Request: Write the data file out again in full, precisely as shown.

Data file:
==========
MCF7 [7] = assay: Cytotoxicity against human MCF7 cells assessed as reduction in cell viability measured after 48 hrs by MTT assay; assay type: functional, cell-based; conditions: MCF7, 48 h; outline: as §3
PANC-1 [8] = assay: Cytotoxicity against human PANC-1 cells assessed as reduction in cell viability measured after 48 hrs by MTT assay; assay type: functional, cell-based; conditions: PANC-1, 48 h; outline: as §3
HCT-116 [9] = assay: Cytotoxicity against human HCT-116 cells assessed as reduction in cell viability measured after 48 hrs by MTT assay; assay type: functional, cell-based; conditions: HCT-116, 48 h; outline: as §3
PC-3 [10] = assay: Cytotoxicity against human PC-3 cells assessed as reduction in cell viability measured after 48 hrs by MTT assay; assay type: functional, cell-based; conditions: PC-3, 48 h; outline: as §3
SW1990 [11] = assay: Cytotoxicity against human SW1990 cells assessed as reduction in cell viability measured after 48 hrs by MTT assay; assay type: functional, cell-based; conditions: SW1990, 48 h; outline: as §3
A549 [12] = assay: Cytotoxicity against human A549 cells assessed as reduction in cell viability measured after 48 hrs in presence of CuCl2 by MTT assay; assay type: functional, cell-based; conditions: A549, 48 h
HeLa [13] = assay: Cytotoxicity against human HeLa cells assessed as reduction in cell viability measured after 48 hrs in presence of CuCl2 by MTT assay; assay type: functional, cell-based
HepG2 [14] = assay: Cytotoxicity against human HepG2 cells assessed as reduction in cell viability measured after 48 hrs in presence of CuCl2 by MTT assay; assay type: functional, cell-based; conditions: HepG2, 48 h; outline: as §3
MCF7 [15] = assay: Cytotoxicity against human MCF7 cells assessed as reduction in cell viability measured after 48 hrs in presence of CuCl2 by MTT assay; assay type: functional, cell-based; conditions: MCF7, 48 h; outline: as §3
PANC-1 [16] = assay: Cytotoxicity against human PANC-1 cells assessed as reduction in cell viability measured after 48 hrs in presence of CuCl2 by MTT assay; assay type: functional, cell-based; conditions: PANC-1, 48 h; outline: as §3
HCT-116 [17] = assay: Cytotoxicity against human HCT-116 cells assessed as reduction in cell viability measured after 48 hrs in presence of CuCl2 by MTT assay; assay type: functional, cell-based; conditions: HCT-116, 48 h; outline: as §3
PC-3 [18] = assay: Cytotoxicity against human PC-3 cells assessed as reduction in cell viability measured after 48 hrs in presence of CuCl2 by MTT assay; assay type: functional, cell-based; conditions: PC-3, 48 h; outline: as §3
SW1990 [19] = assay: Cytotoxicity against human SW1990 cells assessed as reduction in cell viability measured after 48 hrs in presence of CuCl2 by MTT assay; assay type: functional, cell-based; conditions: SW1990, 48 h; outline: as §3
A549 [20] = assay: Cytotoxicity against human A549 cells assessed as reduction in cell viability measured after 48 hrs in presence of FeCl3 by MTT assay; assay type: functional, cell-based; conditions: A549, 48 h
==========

MCF7 [7] = assay: Cytotoxicity against human MCF7 cells assessed as reduction in cell viability measured after 48 hrs by MTT assay; assay type: functional, cell-based; conditions: MCF7, 48 h; outline: as §3
PANC-1 [8] = assay: Cytotoxicity against human PANC-1 cells assessed as reduction in cell viability measured after 48 hrs by MTT assay; assay type: functional, cell-based; conditions: PANC-1, 48 h; outline: as §3
HCT-116 [9] = assay: Cytotoxicity against human HCT-116 cells assessed as reduction in cell viability measured after 48 hrs by MTT assay; assay type: functional, cell-based; conditions: HCT-116, 48 h; outline: as §3
PC-3 [10] = assay: Cytotoxicity against human PC-3 cells assessed as reduction in cell viability measured after 48 hrs by MTT assay; assay type: functional, cell-based; conditions: PC-3, 48 h; outline: as §3
SW1990 [11] = assay: Cytotoxicity against human SW1990 cells assessed as reduction in cell viability measured after 48 hrs by MTT assay; assay type: functional, cell-based; conditions: SW1990, 48 h; outline: as §3
A549 [12] = assay: Cytotoxicity against human A549 cells assessed as reduction in cell viability measured after 48 hrs in presence of CuCl2 by MTT assay; assay type: functional, cell-based; conditions: A549, 48 h
HeLa [13] = assay: Cytotoxicity against human HeLa cells assessed as reduction in cell viability measured after 48 hrs in presence of CuCl2 by MTT assay; assay type: functional, cell-based
HepG2 [14] = assay: Cytotoxicity against human HepG2 cells assessed as reduction in cell viability measured after 48 hrs in presence of CuCl2 by MTT assay; assay type: functional, cell-based; conditions: HepG2, 48 h; outline: as §3
MCF7 [15] = assay: Cytotoxicity against human MCF7 cells assessed as reduction in cell viability measured after 48 hrs in presence of CuCl2 by MTT assay; assay type: functional, cell-based; conditions: MCF7, 48 h; outline: as §3
PANC-1 [16] = assay: Cytotoxicity against human PANC-1 cells assessed as reduction in cell viability measured after 48 hrs in presence of CuCl2 by MTT assay; assay type: functional, cell-based; conditions: PANC-1, 48 h; outline: as §3
HCT-116 [17] = assay: Cytotoxicity against human HCT-116 cells assessed as reduction in cell viability measured after 48 hrs in presence of CuCl2 by MTT assay; assay type: functional, cell-based; conditions: HCT-116, 48 h; outline: as §3
PC-3 [18] = assay: Cytotoxicity against human PC-3 cells assessed as reduction in cell viability measured after 48 hrs in presence of CuCl2 by MTT assay; assay type: functional, cell-based; conditions: PC-3, 48 h; outline: as §3
SW1990 [19] = assay: Cytotoxicity against human SW1990 cells assessed as reduction in cell viability measured after 48 hrs in presence of CuCl2 by MTT assay; assay type: functional, cell-based; conditions: SW1990, 48 h; outline: as §3
A549 [20] = assay: Cytotoxicity against human A549 cells assessed as reduction in cell viability measured after 48 hrs in presence of FeCl3 by MTT assay; assay type: functional, cell-based; conditions: A549, 48 h